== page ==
The rising price of gold has intensified a decade long conflict between international companies and the small-scale miners they replaced.
Over the 1990s, Tanzania dismantled its socialist institutions and brought in international miners, who forced out tens of thousands of artisan miners from areas their families had mined for generations.
Tanzania's ministry of Energy and Minerals estimates that around 40,000 such miners have been displaced since 1998.
The foreign companies have turned Tanzania into the third-largest producer of gold on the continent, after South Africa and Ghana, but frictions between them and the artisanal miners have moved from charges of theft to outright confrontation.
"Artisan miners were the first to discover and mine gold at the present locations of large-scale mines. Companies came in later to apply for large-scale mining leases, paving the way for their displacement," said Tindu Lissu, a human-rights lawyer who heads Tanzania's Lawyers Environmental Action Team.
Analysts estimate that artisan miners account for between 5 per cent and 8 per cent of Tanzania's total gold output.
Compared with other commodities, the risk-to-reward ratio of taking gold from mines is especially attractive for a people already skilled in extracting the metal.
"It's unique to gold because it's easier to mine on the side; you're not going to run off with 500 tons of iron ore," said Brock Salier, an analyst at Ambrian Capital in London.
Tanzania is not alone in experiencing confrontations. In May last year, a group of people entered AngloGold Ashanti Ltd's Obuasi mine in Ghana carrying machetes.
A month later, a local community member held two Obuasi staff members hostage for several hours, AngloGold said.
In February of this year, Pan African Resources PLC said trespassers entered its South African Barberton gold mine to mine illegally, which led to the death of five people.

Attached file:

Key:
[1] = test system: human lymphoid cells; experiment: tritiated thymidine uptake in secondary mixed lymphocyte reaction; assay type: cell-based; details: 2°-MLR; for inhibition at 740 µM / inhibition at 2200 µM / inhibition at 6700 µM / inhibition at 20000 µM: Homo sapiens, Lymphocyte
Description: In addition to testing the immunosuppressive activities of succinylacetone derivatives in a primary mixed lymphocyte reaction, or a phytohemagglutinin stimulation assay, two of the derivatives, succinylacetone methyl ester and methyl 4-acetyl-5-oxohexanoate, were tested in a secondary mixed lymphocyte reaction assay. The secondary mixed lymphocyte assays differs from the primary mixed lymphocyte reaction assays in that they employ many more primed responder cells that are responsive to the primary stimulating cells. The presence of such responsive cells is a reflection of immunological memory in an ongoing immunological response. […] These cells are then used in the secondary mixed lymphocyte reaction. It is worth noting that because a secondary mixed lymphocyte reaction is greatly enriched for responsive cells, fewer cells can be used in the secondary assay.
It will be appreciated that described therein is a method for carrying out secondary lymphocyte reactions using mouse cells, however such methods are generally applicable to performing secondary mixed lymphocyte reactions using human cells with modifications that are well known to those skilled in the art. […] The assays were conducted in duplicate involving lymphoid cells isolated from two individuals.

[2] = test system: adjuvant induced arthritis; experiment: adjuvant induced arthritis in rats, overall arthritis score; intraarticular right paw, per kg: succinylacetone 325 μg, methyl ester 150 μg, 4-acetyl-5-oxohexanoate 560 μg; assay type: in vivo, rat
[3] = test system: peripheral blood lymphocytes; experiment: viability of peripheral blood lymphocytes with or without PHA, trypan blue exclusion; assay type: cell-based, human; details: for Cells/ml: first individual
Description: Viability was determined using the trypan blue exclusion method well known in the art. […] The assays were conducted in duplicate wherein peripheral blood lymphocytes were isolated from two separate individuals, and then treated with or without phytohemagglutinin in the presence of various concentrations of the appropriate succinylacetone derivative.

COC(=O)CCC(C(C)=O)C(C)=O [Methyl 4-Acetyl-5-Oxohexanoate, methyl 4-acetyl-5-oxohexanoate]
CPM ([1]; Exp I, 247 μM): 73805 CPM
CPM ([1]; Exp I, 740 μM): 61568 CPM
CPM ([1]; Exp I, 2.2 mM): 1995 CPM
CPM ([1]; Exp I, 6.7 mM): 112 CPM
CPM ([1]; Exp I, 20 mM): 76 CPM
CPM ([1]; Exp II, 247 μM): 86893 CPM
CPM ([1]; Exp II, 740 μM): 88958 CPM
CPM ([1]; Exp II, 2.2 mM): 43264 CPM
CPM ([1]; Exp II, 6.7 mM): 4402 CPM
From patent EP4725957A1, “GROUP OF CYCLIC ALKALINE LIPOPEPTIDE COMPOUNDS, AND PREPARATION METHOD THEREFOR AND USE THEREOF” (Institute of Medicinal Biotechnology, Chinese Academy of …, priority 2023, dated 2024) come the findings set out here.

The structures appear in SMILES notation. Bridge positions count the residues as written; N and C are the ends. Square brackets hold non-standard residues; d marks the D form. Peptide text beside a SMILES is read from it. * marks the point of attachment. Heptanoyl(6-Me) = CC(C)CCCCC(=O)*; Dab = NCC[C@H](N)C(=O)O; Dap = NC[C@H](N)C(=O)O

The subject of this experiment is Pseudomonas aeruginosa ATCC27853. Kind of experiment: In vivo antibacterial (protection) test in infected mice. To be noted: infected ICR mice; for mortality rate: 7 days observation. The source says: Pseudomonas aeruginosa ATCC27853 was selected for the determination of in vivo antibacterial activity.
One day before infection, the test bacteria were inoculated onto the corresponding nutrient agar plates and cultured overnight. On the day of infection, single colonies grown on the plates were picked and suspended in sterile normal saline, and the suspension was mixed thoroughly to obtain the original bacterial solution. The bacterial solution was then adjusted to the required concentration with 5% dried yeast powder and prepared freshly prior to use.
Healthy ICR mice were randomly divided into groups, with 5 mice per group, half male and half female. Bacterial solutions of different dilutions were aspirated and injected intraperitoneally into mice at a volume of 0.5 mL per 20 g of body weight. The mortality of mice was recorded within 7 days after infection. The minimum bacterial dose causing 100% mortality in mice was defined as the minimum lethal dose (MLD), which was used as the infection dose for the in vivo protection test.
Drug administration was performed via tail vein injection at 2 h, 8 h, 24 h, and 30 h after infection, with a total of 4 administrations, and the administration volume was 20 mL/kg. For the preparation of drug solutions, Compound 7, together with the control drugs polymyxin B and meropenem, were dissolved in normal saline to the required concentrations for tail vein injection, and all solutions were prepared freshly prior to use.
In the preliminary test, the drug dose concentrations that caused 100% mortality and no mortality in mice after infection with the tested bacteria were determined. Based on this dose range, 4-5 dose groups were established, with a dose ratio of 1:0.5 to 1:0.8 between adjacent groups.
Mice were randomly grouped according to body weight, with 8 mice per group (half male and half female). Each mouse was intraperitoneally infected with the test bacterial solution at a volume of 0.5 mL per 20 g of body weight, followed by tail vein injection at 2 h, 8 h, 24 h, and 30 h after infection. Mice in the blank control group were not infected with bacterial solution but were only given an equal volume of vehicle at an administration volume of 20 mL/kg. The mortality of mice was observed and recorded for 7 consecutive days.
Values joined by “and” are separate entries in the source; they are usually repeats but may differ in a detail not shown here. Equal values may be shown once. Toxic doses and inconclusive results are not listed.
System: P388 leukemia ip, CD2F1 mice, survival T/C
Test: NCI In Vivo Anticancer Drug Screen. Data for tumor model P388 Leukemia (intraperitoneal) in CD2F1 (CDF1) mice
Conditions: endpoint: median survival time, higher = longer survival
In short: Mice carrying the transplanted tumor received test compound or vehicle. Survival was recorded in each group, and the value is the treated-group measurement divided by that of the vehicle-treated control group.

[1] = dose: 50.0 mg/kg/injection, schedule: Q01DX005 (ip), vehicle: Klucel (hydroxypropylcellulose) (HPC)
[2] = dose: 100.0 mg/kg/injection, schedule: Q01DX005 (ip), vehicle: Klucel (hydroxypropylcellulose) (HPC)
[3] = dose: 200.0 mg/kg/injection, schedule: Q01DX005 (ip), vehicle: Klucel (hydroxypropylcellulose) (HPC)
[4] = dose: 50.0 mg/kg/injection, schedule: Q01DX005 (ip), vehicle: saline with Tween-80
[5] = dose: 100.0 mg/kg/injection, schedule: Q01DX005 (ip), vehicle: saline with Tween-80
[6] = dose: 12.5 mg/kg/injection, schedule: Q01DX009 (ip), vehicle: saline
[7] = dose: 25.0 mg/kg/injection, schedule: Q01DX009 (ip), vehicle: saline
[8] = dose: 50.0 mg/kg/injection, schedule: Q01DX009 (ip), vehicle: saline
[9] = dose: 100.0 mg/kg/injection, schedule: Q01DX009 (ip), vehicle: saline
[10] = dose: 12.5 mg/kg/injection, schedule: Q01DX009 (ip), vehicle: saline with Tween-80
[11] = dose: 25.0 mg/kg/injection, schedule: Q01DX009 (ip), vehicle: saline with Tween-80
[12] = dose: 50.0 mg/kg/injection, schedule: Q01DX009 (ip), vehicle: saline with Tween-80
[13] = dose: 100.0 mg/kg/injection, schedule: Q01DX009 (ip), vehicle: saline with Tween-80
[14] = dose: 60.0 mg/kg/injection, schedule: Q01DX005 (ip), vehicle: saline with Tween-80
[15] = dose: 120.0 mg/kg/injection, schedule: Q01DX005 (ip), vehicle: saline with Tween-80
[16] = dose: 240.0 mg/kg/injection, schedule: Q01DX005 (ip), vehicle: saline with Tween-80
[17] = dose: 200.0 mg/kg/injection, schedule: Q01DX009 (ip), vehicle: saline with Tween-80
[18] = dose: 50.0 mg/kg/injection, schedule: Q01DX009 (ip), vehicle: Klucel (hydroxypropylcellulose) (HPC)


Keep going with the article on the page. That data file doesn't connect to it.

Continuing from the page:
In Tanzania's Mara region, Barrick Gold Corp.'s North Mara Gold Mine finds itself embroiled in daily confrontations with locals, managers say. Between 200 and 300 illegal miners trespass on licensed areas every day in search of ore, according to Gerhard Hermann, production manager of the mine, which is surrounded by 13 villages in the densely populated Tarime district, 20 kilometers south of the Kenyan border.
At just one pit at the mine, illegal mining resulted in the loss of about 2,400 hours' work last year, the Canadian company said.
The artisan miners operate in groups of three to five men.
They use hand-held shovels to dig out low-grade ore, then move the ore in polythene bags to surrounding villages, where women and children extract the gold using mercury.
This gold is later sold to traders around Lake Victoria before being shipped for export to overseas markets. Mr Hermannn says that since 2006, North Mara has lost up to $25 million of property and gold ore to what he described as vandalism by locals.
The efforts to stave off these small-scale miners by force have worsened the friction. Bringing in security guards, which helped Anglogold at Geita, has caused more trouble for Barrick at North Mara.